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在线翻译:
szdaily -> World Economy
Frankfurt’s international schools see bonus from Brexit
    2017-August-24  08:53    Shenzhen Daily

FRANKFURT’S international schools see a bonus from Brexit after a deluge of calls from bankers who are set to be posted to Germany’s financial center along with their children now that Britain has decided to leave the European Union (EU).

The city is the most popular place for banks to set up their new EU headquarters, prompting a surge of interest in its 12 international schools which teach in English and follow baccalaureate programs.

Paul Fochtman, head of the Frankfurt International School, said his usually quiet summer holiday was spent this year hosting planning calls three times a week to discuss Brexit.

“There’s no question a number of people are coming here,” Fochtman said on the 1,800-person campus on the edge of a hilly forest in one of Frankfurt’s affluent suburbs.

Studies show as many as 10,000 jobs could move from London to Frankfurt over the next four years, according to Frankfurt Main Finance, a lobbying group that promotes the city as a financial hub, possibly bringing with them thousands of students.

Among banks that announced plans to relocate some of their EU operations to Frankfurt are Citigroup, JPMorgan Chase, Morgan Stanley and Standard Chartered. A number of Japanese banks have opted for Frankfurt including Daiwa, Sumitomo Mitsui Financial, Mizuho Financial and Nomura Holdings.

Although schools are keen on new business, they are cautious about the uncertainty surrounding Brexit, wary the influx of bankers could be lower than some lobby groups estimated or that some may commute while their children stay in London.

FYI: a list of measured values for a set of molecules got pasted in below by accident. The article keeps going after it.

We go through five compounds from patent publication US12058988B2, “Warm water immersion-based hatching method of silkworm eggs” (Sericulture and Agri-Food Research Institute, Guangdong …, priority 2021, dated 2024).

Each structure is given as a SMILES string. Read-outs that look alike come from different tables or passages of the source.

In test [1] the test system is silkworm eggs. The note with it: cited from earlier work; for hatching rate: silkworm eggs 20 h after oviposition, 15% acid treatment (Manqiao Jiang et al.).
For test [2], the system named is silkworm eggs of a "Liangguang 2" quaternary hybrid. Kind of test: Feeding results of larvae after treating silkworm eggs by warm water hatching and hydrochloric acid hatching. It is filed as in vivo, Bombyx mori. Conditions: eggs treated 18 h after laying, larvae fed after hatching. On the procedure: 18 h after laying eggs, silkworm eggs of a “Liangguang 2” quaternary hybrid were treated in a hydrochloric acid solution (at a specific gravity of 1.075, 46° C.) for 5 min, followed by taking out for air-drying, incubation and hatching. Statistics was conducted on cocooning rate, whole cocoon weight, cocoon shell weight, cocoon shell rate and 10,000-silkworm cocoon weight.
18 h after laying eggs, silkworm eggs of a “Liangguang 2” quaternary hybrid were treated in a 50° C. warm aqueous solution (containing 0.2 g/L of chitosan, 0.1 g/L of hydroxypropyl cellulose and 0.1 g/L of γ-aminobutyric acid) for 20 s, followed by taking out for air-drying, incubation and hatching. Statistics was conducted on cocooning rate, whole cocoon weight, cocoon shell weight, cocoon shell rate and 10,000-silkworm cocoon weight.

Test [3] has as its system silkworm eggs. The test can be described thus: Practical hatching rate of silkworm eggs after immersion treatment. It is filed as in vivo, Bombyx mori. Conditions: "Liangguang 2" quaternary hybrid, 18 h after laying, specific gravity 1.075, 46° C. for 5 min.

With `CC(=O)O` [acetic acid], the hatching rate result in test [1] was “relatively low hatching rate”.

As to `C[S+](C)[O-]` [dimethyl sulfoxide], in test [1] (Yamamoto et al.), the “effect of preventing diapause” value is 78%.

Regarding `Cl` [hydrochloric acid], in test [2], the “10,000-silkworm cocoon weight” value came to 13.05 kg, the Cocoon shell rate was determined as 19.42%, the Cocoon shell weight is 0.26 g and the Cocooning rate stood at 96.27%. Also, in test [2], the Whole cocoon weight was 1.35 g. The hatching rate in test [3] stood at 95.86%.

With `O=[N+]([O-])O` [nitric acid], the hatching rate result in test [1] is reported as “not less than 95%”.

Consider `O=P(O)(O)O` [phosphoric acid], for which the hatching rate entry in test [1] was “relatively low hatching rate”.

Even though Brexit only becomes official in March 2019, schools are proving to be an early indicator of future moves given the importance that parents put on a child’s education, which is often paid for by the employer.

“School is often the No. 1 barrier to a move for families,” said Fochtman, whose school is losing 50 pupils after General Motors reduced its workforce in Frankfurt following a takeover of its Opel unit by PSA Group.

Frankfurt’s Strothoff International School said it was looking to buy land to build a new campus which would double its student body.

Paris and Dublin in their pitches to attract bankers leaving London also committed to providing new schools for bankers’ children.

In December, about six months after the Brexit vote, Eric Menges, chief executive officer of FrankfurtRheinMain, another group that markets the city, asked school officials to examine how Brexit would affect the education sector.

“Within 30 minutes of the banking district, there are 30 bilingual schools, 12 of which offer the classic international school degree,” Menges said. Educators estimate about 10,000 international and bilingual students are currently enrolled.

Schools said they will need financial guarantees for any significant expansion. (SD-Agencies)

 

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